Microeconomic Theory Old and New: A Student's Guide

Microeconomic Theory Old and New: A Student's Guide

Microeconomic Theory Old and New: A Student's Guide

Microeconomic Theory Old and New: A Student's Guide


Microeconomic Theory Old and New: A Student's Guide has two main goals. The first is to give advanced undergraduate and graduate students an understanding of the core model of economics: Walrasian general equilibrium theory. The text presents in detail the three building blocks of Walrasian theory- establishing Pareto efficiency in a barter economy, establishing the efficiency of competitive markets, and accounting for market failure. Each is discussed verbally, graphically, and using mathematics. After reading this book, students will have an understanding of how the seemingly disparate pieces of conventional economics fit together as a system. Although the text focuses on the intellectual framework of standard economic theory, relevant mathematical techniques are discussed.

The second goal is to present contemporary extensions and emerging alternatives to the Walrasian model. Some of the theoretical inconsistencies in the model are presented, drawing on the work of Samuelson, Boadway, Chipman and Moore, Ng, and Suzamura, among others. The text then presents challenges to the basic assumptions of the Walrasian system, posed by findings in behavioral economics and evolutionary game theory.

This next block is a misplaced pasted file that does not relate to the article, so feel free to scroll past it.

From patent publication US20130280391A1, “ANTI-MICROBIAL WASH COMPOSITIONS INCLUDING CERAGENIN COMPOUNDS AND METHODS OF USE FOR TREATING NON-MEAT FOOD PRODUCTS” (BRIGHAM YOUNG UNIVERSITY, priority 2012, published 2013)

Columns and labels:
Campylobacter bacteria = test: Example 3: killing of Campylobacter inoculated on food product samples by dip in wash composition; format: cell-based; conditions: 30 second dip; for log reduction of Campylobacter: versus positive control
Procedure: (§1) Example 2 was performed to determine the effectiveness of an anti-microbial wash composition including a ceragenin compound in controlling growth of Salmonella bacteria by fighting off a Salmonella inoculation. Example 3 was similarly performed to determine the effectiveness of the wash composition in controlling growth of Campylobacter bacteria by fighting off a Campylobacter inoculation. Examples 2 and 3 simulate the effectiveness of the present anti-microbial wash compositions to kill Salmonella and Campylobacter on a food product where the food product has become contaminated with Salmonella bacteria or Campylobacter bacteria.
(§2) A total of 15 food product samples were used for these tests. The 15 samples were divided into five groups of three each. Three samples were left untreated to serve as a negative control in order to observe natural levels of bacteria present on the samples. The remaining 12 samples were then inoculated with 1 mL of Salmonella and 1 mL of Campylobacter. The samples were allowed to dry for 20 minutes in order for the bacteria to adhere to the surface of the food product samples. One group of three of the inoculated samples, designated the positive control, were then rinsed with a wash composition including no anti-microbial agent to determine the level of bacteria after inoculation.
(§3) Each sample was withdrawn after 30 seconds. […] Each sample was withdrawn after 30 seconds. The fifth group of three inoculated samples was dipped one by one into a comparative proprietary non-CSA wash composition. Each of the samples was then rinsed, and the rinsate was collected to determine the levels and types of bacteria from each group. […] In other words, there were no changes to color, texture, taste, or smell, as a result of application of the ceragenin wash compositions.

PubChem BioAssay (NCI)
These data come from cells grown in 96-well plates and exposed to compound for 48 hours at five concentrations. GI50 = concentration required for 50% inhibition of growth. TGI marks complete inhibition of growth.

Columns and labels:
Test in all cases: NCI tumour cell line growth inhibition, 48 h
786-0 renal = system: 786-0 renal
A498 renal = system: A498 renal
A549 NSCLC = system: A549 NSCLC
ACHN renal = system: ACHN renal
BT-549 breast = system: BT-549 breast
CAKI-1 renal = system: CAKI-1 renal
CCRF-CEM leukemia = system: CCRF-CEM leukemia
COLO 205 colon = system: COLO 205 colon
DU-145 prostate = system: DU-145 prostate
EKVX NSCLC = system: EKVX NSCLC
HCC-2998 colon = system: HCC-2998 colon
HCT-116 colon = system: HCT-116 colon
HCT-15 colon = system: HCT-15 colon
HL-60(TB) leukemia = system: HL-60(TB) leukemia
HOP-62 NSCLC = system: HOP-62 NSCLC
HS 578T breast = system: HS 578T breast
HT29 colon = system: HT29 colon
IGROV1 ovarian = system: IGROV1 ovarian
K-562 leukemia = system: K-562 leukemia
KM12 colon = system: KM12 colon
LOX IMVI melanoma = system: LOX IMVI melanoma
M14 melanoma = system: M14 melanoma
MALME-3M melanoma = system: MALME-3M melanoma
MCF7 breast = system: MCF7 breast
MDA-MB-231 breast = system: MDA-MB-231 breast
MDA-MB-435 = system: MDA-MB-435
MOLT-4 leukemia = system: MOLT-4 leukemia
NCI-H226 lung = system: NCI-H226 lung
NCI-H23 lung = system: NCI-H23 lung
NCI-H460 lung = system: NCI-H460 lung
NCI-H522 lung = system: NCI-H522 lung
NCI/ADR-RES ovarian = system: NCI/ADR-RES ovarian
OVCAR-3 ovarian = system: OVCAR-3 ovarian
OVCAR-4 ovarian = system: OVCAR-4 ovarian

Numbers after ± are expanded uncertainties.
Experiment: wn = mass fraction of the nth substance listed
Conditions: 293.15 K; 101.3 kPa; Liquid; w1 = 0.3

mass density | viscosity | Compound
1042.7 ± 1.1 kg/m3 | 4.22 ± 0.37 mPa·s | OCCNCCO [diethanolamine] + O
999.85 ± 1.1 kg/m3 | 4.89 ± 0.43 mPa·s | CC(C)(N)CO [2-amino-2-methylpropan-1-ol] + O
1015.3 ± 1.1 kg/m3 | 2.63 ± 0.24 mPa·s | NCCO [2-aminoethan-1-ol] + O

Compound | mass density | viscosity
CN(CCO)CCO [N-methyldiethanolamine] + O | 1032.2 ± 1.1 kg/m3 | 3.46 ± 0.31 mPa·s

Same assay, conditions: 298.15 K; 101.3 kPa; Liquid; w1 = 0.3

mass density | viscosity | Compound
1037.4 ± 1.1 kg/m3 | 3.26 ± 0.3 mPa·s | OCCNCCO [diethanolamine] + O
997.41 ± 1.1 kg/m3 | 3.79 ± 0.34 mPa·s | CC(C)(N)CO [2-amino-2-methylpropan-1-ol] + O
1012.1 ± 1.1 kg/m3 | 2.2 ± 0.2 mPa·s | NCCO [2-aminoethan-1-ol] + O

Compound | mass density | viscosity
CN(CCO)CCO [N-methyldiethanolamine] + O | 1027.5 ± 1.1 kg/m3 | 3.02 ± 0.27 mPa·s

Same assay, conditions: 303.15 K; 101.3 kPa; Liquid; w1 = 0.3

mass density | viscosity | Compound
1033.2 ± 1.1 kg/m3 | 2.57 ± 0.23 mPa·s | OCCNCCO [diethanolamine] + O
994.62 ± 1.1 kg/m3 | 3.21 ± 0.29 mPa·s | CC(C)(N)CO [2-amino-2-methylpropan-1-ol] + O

Understanding both the Walrasian system and the theoretical and experimental critiques of classical economics is essential to those who ultimately work within the traditional framework and to those looking for an alternative, making this a must read for all students of economics.


Let us return to the state of nature and consider men as if… sprung
out of the earth, and suddenly, like mushrooms, come to full
maturity without any kind of engagement to each other.

Tfcm as Hobbes, De Cive; or, The Citizen [1651], edited with an
introduction by SterlingP. Lamprecht (New York: Appleton-Century
Crofts, 1949), 100

The Foundation of Utility Theory—Direct
Exchange in a Pure Barter Economy

Imagine you are driving along a highway behind a truck loaded with merchandise. A box falls out and lands on the side of the road and you stop to take a look and examine the contents. The box is full of CDs (compact discs) of all sorts—classical music, country and western, hip-hop, jazz, Hawaiian, and blues. There is nothing in the box to indicate ownership—no invoice, no name on the box—and you did not notice the name on the truck. You are on your way to your economics class and, feeling slightly guilty about taking the box, you decide to distribute the CDs to your classmates. Suppose there are twenty people in your class and you have 500 CDs to hand out. You start handing t hem out r andomly, n ot n ecessarily evenly—some people en d u p with lots of CDs and some with only two or three. So now there is a group of twenty people sitting around a table with 500 CDs randomly distributed and unevenly divided a mong them. This sets the stage for l earning ab out h ow economists think about prices, markets, free trade, social welfare, utility, and efficiency.

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